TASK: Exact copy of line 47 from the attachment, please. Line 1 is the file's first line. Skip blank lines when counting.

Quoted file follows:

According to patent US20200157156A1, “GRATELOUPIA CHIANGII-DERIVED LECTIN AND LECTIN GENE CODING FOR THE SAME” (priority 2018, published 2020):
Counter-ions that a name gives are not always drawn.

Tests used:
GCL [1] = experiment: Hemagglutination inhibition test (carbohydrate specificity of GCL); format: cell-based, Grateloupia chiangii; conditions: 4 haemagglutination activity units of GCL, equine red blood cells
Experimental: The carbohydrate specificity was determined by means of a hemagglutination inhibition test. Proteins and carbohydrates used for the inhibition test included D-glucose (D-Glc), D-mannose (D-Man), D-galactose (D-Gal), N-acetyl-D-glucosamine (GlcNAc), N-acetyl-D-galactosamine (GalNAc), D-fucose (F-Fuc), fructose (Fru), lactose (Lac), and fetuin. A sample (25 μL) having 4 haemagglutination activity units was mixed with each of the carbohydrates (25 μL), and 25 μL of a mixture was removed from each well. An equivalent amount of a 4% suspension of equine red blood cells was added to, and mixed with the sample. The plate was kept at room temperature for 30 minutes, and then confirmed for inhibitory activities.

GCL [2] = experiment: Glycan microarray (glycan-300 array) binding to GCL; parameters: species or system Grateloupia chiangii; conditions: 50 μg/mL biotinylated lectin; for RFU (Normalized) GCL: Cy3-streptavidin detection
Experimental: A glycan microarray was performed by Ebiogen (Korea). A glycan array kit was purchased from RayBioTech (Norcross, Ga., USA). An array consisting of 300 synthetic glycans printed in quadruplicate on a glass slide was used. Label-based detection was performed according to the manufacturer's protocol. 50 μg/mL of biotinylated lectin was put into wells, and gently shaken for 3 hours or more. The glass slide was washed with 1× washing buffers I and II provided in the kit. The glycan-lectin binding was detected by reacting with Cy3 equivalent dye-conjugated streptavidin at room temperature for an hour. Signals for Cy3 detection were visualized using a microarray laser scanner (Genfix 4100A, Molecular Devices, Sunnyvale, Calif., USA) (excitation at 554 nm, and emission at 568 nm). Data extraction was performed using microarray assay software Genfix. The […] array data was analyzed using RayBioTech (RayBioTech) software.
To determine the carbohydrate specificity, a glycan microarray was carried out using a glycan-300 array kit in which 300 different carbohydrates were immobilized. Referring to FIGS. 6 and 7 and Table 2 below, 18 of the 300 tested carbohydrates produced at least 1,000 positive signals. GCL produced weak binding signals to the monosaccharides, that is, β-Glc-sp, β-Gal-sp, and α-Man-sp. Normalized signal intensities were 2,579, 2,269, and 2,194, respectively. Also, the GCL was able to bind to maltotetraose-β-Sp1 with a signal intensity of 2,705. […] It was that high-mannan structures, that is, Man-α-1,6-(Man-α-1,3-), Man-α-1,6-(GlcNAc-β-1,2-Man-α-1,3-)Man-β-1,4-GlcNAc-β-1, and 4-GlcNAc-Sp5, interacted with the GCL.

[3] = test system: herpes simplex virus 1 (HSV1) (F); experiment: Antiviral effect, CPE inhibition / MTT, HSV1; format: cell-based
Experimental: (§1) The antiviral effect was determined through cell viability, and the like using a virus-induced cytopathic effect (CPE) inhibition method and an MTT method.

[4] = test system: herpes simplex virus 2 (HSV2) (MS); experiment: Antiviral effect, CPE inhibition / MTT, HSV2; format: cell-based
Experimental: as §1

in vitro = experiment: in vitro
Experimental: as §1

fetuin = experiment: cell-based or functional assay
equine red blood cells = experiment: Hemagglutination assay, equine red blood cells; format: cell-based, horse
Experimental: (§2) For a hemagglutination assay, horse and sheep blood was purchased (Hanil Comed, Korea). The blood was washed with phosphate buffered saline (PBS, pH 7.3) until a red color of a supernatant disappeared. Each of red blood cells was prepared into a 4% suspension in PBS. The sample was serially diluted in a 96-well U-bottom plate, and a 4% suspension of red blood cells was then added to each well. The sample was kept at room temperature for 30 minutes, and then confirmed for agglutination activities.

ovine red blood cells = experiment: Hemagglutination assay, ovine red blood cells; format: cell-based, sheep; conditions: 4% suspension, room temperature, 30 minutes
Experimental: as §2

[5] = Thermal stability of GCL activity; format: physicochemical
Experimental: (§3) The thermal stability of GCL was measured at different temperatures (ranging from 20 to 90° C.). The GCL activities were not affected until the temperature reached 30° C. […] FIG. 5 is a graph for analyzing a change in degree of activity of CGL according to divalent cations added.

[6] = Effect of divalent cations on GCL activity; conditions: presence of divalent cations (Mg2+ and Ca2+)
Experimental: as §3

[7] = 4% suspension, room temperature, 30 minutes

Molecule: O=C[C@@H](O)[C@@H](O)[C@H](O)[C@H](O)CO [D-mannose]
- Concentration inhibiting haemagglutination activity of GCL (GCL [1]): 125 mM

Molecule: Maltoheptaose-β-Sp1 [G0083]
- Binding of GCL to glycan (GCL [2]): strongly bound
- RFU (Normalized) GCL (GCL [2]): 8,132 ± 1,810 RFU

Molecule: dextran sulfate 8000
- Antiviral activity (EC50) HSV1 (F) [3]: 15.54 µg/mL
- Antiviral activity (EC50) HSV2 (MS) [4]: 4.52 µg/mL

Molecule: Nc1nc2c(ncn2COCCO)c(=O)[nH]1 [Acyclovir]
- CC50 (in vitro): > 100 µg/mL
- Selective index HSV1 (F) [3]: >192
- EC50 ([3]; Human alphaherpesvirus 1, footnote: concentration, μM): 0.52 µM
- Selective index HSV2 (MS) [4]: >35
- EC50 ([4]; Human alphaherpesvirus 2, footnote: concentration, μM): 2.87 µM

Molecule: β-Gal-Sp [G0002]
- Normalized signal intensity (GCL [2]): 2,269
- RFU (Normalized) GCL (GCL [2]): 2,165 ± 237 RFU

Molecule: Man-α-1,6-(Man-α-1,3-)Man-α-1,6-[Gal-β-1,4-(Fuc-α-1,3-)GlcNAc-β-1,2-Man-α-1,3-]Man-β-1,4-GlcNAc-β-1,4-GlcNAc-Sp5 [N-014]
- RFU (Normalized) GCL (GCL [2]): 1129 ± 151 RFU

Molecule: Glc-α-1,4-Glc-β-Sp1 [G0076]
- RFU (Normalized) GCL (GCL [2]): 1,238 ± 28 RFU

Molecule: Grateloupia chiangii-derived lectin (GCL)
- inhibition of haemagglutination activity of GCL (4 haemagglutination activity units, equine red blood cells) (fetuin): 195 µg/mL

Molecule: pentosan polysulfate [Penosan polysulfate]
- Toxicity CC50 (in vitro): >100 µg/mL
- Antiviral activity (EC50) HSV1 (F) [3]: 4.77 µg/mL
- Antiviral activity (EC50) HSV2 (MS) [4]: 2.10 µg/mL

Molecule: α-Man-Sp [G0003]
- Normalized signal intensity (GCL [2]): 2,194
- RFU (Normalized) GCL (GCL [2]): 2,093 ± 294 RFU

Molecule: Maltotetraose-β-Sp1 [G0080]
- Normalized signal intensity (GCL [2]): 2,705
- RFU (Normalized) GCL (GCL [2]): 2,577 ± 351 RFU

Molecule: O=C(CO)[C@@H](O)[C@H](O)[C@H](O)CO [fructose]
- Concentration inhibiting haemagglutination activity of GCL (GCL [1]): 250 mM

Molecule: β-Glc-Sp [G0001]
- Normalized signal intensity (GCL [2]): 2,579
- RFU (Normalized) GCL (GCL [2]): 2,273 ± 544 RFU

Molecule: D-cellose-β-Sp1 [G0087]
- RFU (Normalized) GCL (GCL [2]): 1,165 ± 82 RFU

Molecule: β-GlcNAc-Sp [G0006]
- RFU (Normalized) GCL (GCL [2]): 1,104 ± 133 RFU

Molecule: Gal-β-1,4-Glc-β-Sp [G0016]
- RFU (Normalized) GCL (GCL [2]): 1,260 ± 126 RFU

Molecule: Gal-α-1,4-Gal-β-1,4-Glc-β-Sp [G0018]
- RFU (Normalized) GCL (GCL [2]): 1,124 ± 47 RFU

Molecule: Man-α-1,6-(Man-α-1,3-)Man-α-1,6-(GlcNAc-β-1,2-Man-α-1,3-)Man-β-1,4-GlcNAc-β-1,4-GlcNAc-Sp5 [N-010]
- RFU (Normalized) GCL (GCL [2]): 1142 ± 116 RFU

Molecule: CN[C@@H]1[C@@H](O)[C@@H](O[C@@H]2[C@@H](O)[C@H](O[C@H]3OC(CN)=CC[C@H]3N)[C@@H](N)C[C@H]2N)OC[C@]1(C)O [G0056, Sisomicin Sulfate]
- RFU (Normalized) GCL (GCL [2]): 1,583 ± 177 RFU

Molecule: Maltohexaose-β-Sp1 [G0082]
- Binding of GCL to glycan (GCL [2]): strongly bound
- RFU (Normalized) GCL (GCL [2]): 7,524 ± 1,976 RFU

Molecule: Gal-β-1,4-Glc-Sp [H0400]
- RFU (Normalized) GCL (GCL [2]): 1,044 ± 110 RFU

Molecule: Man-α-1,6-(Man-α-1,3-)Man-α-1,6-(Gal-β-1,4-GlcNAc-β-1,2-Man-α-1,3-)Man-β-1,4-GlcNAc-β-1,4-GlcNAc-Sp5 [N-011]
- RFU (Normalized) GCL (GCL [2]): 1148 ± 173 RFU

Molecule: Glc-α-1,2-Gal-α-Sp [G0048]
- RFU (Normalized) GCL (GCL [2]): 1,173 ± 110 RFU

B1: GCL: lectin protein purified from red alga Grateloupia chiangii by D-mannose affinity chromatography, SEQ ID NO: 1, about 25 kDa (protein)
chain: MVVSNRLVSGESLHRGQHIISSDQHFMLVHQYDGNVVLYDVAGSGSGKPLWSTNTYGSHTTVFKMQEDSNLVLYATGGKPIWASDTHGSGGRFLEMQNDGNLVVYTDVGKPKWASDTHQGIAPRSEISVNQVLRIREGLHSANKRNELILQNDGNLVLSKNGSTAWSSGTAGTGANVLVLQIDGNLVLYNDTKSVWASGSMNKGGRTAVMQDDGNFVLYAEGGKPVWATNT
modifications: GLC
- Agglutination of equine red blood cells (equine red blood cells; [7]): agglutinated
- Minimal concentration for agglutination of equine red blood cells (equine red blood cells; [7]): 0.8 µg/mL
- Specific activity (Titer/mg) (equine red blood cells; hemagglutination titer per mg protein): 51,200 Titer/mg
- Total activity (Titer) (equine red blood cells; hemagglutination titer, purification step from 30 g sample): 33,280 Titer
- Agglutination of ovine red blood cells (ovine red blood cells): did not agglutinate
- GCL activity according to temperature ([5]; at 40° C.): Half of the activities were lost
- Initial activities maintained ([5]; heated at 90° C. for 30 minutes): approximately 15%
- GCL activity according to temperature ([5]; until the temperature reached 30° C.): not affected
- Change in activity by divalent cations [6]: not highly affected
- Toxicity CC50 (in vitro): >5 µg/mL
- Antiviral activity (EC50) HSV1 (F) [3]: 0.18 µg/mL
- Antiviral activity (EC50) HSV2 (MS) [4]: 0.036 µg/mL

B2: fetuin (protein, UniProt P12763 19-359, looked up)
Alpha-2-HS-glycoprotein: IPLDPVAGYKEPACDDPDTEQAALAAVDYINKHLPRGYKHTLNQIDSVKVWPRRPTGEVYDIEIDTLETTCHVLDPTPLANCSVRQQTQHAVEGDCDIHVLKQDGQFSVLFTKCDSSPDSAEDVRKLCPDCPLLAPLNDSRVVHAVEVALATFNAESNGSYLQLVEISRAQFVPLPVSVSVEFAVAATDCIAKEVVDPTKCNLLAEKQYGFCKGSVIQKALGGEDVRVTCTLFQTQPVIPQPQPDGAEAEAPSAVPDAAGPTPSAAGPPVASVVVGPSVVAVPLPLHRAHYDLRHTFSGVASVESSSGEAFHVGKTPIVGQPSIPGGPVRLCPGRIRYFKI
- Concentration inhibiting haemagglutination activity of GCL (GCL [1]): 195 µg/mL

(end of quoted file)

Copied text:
- inhibition of haemagglutination activity of GCL (4 haemagglutination activity units, equine red blood cells) (fetuin): 195 µg/mL